Friday, August 29, 2008

Next time, let's remember to turn off his microphone

Last night's acceptance speech gave Barack Obama an opportunity to attack John McCain and his campaign for being out of touch with average Americans. Fortunately for Obama, the McCain campaign gave him some easy targets. McCain himself couldn't even remember how many houses he owns, a plight most Americans will never have to worry about.

Then there were the unfortunate words of McCain's chief economic advisor, Phil Gramm. Back in July, Gramm brushed off public concerns about the economy, claiming that America was suffering from a "mental recession" and that we had become a "nation of whinners".

This is far from the first time that an economic advisor has gotten his politician in trouble. Obama's advisor, Austan Goolsbee, caused a small stir when it surfaced that he quietly reassured Canadian officials that Obama's protectionist stances “should be viewed as more about political positioning than a clear articulation of policy plans.” And in 2004, Gregory Mankiw got the Bush administration in trouble when he told Congress that outsourcing was "probably a plus for the economy in the long run".

That economic advisors get politicians in trouble should come as no surprise. For one thing, economic theory is often counter-intuitive and poorly explained. Further, economic jargon can seem cold and aloof, and economists' focus on macrobehavior and average experience sometimes alienate people who are hurt by economic change.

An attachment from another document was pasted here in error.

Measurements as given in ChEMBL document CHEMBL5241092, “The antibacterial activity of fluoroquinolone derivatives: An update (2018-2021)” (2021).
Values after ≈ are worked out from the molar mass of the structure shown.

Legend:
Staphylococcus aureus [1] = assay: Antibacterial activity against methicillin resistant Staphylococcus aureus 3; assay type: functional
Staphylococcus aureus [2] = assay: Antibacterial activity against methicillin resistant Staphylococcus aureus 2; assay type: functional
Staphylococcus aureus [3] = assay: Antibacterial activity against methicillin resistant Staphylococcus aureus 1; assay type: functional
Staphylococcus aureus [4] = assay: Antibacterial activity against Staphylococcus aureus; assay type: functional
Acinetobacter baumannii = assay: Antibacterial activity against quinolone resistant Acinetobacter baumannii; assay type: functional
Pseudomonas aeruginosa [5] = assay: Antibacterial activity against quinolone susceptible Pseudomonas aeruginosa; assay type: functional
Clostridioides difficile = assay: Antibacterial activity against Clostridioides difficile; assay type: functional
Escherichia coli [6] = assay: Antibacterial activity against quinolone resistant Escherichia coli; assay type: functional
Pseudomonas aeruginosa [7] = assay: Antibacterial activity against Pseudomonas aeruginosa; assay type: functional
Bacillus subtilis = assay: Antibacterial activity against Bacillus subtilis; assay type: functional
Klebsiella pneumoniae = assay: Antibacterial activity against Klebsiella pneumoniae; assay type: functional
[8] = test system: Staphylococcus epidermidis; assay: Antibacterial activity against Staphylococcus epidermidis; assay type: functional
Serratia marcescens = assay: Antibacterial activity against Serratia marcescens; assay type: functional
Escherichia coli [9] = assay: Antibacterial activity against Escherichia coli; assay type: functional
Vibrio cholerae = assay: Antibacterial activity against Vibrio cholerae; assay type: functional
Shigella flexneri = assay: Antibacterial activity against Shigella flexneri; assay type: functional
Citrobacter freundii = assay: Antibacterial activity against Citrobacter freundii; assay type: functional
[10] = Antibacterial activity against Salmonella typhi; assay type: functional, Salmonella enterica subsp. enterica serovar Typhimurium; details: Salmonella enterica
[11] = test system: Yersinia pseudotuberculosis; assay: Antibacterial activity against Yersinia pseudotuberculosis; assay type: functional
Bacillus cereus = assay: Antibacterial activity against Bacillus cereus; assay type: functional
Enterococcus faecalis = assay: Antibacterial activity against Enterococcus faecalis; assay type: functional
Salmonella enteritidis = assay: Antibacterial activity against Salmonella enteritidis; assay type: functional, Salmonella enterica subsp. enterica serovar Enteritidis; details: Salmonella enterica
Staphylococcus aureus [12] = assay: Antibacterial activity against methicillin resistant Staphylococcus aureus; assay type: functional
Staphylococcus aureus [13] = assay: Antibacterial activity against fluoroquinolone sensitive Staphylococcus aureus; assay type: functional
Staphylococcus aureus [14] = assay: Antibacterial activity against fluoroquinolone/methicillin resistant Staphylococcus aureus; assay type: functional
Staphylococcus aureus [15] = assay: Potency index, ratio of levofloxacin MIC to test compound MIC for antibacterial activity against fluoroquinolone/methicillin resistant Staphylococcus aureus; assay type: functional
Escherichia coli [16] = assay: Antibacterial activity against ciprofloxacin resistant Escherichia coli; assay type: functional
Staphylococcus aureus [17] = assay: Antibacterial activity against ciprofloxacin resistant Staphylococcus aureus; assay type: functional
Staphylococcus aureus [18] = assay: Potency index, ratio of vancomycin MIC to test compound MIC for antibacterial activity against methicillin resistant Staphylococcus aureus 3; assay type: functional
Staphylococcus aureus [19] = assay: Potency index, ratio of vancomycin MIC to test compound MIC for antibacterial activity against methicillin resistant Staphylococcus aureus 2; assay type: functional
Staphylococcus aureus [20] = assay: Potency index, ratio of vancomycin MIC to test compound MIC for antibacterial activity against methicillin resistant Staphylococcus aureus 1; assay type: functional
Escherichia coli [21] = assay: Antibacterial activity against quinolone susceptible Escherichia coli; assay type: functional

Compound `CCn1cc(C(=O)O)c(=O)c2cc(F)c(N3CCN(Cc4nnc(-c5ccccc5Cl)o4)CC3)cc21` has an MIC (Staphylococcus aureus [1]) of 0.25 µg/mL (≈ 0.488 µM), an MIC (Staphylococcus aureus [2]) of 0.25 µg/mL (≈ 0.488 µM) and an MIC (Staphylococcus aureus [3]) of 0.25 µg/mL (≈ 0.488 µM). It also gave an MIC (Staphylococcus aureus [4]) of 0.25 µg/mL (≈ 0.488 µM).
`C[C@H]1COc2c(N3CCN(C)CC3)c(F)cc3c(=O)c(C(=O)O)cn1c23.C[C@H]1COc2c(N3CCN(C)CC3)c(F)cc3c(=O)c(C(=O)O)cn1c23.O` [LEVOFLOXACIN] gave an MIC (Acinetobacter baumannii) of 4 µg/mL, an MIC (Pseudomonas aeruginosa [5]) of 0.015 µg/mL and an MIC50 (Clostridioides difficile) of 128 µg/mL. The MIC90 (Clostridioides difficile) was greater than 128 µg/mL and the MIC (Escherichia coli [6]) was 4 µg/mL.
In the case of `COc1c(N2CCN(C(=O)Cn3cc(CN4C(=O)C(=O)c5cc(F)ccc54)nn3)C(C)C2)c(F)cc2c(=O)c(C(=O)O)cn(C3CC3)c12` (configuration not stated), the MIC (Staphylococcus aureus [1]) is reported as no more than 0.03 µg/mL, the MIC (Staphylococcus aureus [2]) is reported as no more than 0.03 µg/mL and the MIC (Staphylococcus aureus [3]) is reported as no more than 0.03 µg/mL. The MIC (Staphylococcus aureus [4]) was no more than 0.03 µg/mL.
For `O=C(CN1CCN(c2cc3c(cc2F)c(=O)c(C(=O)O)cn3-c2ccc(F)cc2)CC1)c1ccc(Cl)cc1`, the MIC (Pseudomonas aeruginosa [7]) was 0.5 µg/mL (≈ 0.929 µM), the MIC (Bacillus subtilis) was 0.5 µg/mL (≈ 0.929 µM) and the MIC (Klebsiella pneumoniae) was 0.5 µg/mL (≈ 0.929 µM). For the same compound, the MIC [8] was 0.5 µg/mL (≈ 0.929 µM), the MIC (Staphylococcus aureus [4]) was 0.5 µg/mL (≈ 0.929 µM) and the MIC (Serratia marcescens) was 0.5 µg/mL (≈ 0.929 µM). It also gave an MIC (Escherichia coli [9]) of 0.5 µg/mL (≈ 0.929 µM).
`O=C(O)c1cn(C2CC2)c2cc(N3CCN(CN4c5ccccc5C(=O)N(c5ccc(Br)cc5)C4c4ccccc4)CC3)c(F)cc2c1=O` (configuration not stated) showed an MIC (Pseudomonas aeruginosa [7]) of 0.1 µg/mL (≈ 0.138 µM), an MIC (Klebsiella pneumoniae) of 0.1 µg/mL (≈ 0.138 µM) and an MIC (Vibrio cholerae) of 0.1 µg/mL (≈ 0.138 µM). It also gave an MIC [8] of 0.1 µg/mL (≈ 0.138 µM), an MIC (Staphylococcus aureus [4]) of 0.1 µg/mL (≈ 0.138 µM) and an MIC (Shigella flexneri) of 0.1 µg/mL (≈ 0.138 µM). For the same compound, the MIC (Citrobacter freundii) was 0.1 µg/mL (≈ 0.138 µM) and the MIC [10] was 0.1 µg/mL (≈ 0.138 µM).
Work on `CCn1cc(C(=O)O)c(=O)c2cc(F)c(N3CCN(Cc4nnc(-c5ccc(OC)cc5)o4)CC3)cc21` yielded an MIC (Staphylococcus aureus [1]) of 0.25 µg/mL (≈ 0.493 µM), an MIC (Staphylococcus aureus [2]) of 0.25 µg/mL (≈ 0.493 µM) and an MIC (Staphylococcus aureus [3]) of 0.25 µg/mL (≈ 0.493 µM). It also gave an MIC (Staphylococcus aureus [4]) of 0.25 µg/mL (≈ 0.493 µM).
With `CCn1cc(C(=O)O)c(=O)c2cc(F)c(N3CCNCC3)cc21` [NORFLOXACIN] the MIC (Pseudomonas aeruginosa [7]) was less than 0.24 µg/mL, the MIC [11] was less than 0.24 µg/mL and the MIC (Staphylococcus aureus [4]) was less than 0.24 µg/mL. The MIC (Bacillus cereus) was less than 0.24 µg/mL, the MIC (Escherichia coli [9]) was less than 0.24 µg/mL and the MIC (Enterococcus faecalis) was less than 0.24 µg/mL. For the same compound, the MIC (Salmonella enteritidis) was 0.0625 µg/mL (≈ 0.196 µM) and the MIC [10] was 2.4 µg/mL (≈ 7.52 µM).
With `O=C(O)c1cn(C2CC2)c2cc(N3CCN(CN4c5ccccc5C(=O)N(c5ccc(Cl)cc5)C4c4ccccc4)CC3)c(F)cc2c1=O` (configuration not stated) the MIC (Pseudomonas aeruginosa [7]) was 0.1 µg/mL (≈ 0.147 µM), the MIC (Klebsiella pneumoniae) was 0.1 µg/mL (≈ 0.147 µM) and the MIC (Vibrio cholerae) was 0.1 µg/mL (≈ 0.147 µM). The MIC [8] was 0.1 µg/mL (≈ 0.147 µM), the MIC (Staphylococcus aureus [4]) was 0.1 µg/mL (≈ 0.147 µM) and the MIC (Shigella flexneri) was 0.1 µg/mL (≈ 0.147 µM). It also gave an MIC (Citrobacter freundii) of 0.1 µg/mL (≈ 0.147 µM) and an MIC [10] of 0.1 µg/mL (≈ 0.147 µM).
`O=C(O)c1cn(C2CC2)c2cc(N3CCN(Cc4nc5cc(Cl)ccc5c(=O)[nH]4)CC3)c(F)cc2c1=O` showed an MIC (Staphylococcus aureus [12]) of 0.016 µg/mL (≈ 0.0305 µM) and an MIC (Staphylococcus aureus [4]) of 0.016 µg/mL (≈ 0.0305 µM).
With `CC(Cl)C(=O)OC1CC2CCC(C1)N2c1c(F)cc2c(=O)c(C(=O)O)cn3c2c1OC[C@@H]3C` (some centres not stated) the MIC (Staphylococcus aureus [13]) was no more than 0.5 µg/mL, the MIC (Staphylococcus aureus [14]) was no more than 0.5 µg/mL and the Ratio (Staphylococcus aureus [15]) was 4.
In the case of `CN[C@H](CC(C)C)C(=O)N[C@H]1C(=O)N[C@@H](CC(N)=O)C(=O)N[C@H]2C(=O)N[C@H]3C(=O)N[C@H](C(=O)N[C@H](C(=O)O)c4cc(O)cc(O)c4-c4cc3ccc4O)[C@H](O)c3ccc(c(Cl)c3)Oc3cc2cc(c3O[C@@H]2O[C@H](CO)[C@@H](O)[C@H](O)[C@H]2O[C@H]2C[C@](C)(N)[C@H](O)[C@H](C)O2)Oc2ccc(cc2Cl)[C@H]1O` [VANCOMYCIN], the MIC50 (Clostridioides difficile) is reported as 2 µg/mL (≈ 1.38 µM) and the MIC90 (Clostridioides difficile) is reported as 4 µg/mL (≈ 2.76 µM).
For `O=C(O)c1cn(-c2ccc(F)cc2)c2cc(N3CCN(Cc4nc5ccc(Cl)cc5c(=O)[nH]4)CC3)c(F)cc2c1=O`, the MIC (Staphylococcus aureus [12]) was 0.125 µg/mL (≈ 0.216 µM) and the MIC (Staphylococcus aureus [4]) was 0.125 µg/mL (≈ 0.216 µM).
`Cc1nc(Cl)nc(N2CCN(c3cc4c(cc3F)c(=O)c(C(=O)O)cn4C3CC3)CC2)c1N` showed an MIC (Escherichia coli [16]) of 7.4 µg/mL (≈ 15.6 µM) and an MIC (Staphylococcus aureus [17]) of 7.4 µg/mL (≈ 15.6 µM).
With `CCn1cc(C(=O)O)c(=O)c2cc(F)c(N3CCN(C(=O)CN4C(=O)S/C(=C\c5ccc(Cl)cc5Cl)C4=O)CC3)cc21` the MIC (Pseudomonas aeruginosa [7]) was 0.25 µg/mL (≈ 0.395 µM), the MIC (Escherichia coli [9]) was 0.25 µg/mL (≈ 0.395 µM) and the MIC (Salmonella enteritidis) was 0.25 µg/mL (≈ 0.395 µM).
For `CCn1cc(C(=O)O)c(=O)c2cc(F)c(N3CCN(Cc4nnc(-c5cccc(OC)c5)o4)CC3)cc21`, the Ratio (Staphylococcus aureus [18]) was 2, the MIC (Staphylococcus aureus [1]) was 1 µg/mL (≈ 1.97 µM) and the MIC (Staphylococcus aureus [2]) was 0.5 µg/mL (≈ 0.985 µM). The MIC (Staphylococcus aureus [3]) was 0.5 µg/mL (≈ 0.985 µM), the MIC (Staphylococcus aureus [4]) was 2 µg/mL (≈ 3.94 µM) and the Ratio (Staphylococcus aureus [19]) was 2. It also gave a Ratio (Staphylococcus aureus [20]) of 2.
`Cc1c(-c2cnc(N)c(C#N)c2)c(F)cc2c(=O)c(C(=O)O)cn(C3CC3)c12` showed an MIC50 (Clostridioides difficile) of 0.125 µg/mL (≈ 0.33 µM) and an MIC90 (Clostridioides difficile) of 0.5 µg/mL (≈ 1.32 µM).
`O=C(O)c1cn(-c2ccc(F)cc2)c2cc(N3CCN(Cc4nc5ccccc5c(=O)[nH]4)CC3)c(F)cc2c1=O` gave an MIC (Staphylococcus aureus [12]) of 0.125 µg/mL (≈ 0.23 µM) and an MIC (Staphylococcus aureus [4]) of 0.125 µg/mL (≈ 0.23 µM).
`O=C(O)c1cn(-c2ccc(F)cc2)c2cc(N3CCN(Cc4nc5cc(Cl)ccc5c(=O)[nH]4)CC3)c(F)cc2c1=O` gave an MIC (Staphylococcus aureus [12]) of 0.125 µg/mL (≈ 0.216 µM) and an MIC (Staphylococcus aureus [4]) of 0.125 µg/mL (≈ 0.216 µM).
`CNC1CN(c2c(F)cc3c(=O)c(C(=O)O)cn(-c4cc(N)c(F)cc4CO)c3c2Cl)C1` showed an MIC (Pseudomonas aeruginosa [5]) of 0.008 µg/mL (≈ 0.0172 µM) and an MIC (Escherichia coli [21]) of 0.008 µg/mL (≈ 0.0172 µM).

But there is an important difference between Phil Gramm's comments and those by Goolsbee and Mankiw. Goolsbee and Mankiw articulated mainstream views in the field. We have nothing to gain (and much to lose) by cutting off trade with Canada. And Mankiw's outsourcing comments (though poorly phrased) reflect a similar logic: outsourcing, like trade, leads to efficiency gains that lower prices, strengthen competition and increase prosperity. Mankiw also cited on his blog a McKinsey Global Institute report showing that "for every dollar the United States sends abroad, we get back about $1.12, resulting in a net gain of $0.12." (Follow the proceeding link for more of Mankiw's views on the costs and benefits of outsourcing).

Gramm on the other hand spoke more out of ideology and frustration than theory. While people can reasonably debate the precise state of the American economy, it's hard to argue that this is all in our heads.

What's strange is that while Goolsbee and Mankiw are career academics, Gramm is a career politician, all be it one with a Ph.D in economics. You'd expect academics to get into this kind of trouble; politicians should know how to talk to voters.

It begs the question, though: if Phil Gramm is a bad economist and a bad politician, how exactly did he get this job?

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